Crime

Deputy who shot, killed Middleton man in March won’t be charged

Middleton shooting body camera footage

Canyon County deputies responded to a domestic violence report on March 18, 2015 in the 9000 block of Charles Way in Middleton. During a confrontation, Canyon County Sheriff’s Deputy Chad Bingham shot and killed Brandon Rapp, 31, who had a firearm
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Canyon County deputies responded to a domestic violence report on March 18, 2015 in the 9000 block of Charles Way in Middleton. During a confrontation, Canyon County Sheriff’s Deputy Chad Bingham shot and killed Brandon Rapp, 31, who had a firearm

Idaho State Police on Thursday cleared Canyon County Deputy Chad Bingham, who shot Brandon Rapp, 31, on March 18.

Police announced the news and provided a statement from Rapp’s family members, who were not present:

“The family would ask for privacy at this time. We have lost a father, son, brother and uncle. Our lives are forever changed, and we will love and miss him forever.”

ISP and the Idaho Attorney General’s Office were brought in to investigate the shooting, which began when Canyon County deputies responded to a domestic violence report in the 9000 block of Charles Way in Middleton.

Police showed video from Bingham’s body camera at a news conference Thursday. The camera was tilted toward Bingham’s right and much of the video is dark, but his confrontation with Rapp can still be heard.

Bingham, the first deputy to arrive on scene, became involved in a confrontation with Rapp, who had a firearm. Bingham had approached on foot, and though it’s not visible in the body camera footage, he said Rapp pointed a pistol at him.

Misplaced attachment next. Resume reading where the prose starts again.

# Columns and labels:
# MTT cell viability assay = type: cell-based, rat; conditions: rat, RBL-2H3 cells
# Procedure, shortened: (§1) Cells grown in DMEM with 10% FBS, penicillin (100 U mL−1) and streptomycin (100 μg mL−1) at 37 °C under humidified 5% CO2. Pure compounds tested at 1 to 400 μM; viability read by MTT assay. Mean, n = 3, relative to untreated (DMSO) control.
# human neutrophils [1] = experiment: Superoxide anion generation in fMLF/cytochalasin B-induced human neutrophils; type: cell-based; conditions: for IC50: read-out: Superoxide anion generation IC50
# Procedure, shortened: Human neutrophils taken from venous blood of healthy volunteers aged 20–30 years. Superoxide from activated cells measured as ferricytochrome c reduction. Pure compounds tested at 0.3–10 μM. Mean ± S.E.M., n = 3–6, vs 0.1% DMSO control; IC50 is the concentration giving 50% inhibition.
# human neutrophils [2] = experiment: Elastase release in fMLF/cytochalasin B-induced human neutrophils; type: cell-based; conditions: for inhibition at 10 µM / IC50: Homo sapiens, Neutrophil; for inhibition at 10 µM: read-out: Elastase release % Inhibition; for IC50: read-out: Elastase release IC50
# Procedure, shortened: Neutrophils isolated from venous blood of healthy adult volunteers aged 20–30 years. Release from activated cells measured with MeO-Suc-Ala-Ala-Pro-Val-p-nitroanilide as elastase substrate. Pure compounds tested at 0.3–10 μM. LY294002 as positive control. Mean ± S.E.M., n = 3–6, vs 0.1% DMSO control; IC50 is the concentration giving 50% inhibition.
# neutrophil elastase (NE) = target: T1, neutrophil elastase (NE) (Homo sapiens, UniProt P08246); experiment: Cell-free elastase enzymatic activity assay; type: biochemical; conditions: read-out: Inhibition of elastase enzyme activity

In the footage, Rapp can be heard yelling at Bingham:

“It’s a f------ squad car. I’m f------ shooting, b-----.”

Bingham then asks Rapp three times to lower his weapon. He told investigators that Rapp did not comply.

Bingham shot four rounds; Rapp was struck by three bullets. Bingham performed CPR immediately after Rapp went down but could not revive him, according to ISP Capt. Bill Gardiner.

Investigators determined that Rapp had cocked the pistol but jammed it in the process, meaning that even if he pulled the trigger, the pistol would not have fired, Gardiner said.

The family is still reeling from the loss, Gardiner said.

“I think they’ve come to grips with the events that have taken place,” he said. “That certainly doesn’t help with their loss. They’re struggling. They went through this in March, when the event occurred, and now that the investigation is complete they’re going through it again.”

Bingham was placed on administrative leave for about a week and a half after the shooting, said Canyon County Sheriff Kieran Donahue.

Bingham had been with the Canyon County Sheriff’s Office for three years at the time of the shooting and was a patrol officer for two years before that.

“It’s a very difficult thing for an officer to go through,” Donahue said. “Obviously, we raise our hand, we take that oath and we put that badge on knowing that this could happen in our career. And yet, you hope it doesn’t happen in your career.”

OFFICER-INVOLVED FATAL SHOOTINGS

Six times this year Idaho law enforcement officers have shot and killed someone while in the line of duty.

In four of those deaths the officer or officers have been cleared. One case is under investigation and the status of the other case was not available Thursday.